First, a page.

Empire of Exceptions: The Brazilian National Anthem
In the feature article of our June issue, Empire of Exceptions, Gabriel Paquette charts the little-known history of Brazil’s early years as an independent state.
The history of the Brazilian national anthem is closely linked the making of modern Brazil. It was composed, at the time, by Francisco Manuel da Silva (1795-1865), in 1822. Pedro I declared Brazil independent in September of the same year. The anthem became a popular song in 1831, following the addition of lyrics celebrating the abdication of Pedro I. The lyrics were later changed at the time of Pedro II’s coronation.
Although it was not officially designated as the national anthem, the melody without the lyrics became popular during the reign of Pedro II and was widely used. It was formalised as the National Anthem in 1890, following the proclamation of the Brazilian Republic. However, the anthem had different lyrics in different states.
It was not until 1922, during the celebration of the centenary of the Proclamation of Independence, that an adaptation of the lyrics, initially proposed by Osorio Duque-Estrada (1870-1927) in 1909, became the official lyrics.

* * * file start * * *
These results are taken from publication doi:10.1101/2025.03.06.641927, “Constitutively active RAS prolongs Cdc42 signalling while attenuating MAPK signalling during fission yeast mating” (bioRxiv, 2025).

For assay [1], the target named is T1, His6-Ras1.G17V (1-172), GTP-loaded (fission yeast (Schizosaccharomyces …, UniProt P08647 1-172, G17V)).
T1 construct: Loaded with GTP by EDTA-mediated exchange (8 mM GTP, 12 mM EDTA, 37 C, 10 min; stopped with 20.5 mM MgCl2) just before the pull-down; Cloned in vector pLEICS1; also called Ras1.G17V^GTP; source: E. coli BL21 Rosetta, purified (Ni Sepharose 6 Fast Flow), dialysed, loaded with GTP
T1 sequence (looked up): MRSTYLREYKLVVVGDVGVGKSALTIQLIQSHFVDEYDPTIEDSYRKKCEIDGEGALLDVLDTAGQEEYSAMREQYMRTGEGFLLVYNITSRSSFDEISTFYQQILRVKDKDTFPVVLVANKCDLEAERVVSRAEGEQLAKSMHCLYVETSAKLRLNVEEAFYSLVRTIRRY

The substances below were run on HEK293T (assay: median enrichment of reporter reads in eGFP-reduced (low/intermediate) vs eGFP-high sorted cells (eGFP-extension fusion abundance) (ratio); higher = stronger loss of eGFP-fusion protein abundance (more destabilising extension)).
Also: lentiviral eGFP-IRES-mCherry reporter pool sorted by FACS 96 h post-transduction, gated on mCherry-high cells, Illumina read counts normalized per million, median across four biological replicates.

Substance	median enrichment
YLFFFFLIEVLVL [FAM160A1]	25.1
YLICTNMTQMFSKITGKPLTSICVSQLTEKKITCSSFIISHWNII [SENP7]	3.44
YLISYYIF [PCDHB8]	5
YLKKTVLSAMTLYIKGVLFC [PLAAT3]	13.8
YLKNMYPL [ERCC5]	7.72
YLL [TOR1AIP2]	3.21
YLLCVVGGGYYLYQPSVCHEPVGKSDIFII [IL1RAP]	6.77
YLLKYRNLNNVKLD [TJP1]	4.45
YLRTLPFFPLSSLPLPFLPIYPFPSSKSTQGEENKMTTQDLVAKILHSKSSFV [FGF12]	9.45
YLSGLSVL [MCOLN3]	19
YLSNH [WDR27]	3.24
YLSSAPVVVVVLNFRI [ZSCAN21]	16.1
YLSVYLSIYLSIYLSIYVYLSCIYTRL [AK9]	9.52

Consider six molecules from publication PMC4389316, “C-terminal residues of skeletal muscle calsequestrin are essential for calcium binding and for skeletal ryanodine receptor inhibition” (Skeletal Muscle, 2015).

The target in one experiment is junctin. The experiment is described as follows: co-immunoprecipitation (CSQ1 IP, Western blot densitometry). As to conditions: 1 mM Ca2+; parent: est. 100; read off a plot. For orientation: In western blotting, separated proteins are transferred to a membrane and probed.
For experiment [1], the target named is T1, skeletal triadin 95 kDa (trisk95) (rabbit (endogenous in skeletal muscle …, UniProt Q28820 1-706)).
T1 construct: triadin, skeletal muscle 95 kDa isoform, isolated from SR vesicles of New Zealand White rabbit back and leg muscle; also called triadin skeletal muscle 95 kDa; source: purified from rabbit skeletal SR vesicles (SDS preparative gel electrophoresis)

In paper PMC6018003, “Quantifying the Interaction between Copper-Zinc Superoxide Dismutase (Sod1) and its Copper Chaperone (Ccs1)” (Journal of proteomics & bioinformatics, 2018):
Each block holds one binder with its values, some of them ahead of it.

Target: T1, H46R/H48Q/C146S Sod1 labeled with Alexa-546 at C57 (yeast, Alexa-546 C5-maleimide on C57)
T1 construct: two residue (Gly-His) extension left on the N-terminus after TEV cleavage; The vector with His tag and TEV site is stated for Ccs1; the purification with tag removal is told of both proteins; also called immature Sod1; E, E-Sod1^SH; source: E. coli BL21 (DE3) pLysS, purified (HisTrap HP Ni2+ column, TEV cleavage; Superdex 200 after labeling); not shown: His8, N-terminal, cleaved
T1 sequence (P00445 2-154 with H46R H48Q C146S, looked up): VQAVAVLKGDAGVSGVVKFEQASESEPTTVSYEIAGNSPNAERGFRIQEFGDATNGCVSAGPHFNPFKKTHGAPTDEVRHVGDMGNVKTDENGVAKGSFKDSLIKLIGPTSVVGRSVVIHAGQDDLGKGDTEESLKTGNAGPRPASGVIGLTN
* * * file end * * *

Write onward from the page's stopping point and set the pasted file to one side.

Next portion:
The website of the British Embassy of Brazil has further information about the Brazilian coat of arms and national flag. It also features useful information about Brazilian themed events organised in the UK, a selection of books about the history of Brazil and links to the websites of other Brazilian associations and organisations in the UK.
- Middle East
- North America
- South America
- Central America
- Early Modern
- 20th Century
- Economic History
- Environmental History
- Food & Drink
- Historical Memory
- Science & Technology